Steamtown training log (week 14 of 16)

This week was a strange limbo of “I should already be tapering but I didn’t get the long run last weekend so I’m still not tapering” weirdness, all resolved by a fantastic long run on Sunday.

Monday 9/19/16: Long-ish run down to Coney Island after work: 11.5 miles. I thought there was a possibility of making this into my last long run but it was too dark by the time I got there and the streets I would’ve had to run home were a little sketchy so I called it good at 11.5 and took the subway home with a bottle of chocolate milk.

Tuesday 9/20/16: Rest day.

Wednesday 9/21/16: 5 miles in the morning (still humid! What is this!) with a friend, and and additional 3 at night, running home from a first-aid training.

Thursday 9/22/16: Biked to the climbing gym for an hour of bouldering, then biked home.

Friday 9/23/16: Morning run with a friend, then after work I biked to and from the track with F to run his first-ever track workout. 9.4 miles running and 7 miles biking for the day.

Saturday 9/24/16: Rest day!

Sunday 9/25/16: Nailed it! 20 miles at the JackRabbit “Burrow run” – perfect weather and I made some new friends along the way. Average pace 10:15 (I was aiming for 11’s but was happy that faster felt so manageable). A handful of stops for water, lights, etc. along the way but overall this was a great confidence booster. And now I taper.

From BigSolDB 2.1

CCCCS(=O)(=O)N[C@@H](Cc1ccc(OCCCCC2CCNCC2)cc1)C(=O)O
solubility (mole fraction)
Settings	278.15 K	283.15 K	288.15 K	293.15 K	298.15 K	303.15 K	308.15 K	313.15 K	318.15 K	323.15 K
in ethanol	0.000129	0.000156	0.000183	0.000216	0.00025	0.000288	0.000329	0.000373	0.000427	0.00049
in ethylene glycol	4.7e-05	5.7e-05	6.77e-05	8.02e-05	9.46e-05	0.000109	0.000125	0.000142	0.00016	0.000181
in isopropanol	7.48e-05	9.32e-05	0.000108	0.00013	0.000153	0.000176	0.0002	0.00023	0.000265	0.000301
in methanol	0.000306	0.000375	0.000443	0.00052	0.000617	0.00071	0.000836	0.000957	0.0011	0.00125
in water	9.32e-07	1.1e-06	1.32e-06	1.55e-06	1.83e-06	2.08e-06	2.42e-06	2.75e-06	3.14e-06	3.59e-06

Totals: 49.4 miles running, 11.4 miles biking, 1 hour climbing. No complaints.

Steamtown training log (week 13 of 16)

The humidity lifted (briefly) and life felt amazing. Also, I’m a little late in posting this.

Monday 9/12/16: Rest day, but the weather was cool and clear and the air was dry so I went out for a little fun run in my racing shoes after work. 2 miles, some strides, some cartwheels.

Tuesday 9/13/16: Early morning run with a friend. Humidity is still low, low, low. 5.5 miles. Tight left leg bugging me. Argh.

Wednesday 9/14/16: Back to warm, humid weather. I still managed a good run after work – possibly the best-feeling run I’ve had in a few weeks. 10 miles with an average pace around 9:50. Lots of experimenting with slight stride adjustments to keep my left leg from tightening up (plus some quick stretches at every water stop). The combination seemed effective – the tightness would hit occasionally but then fade.

Thursday 9/15/16: Nearly two hours of climbing in the morning, plus almost 25 miles on my bike (to gym, to work, to Central Park, riding in the Transportation Alternatives rally for safe streets, and riding home).

Friday 9/16/16: 3 miles of intro-to-speedwork with F, then 5 miles after with 6 strides near the end.

Saturday 9/17/16: Camping with friends and realizing a long run is not going to happen this weekend :/

Sunday 9/18/16: More camping, then a terrible 3-mile run in terrible humidity. Ugh.

Totals: 29 miles running, 25 miles biking, 2 hours climbing.

Steamtown training log (week 12 of 16)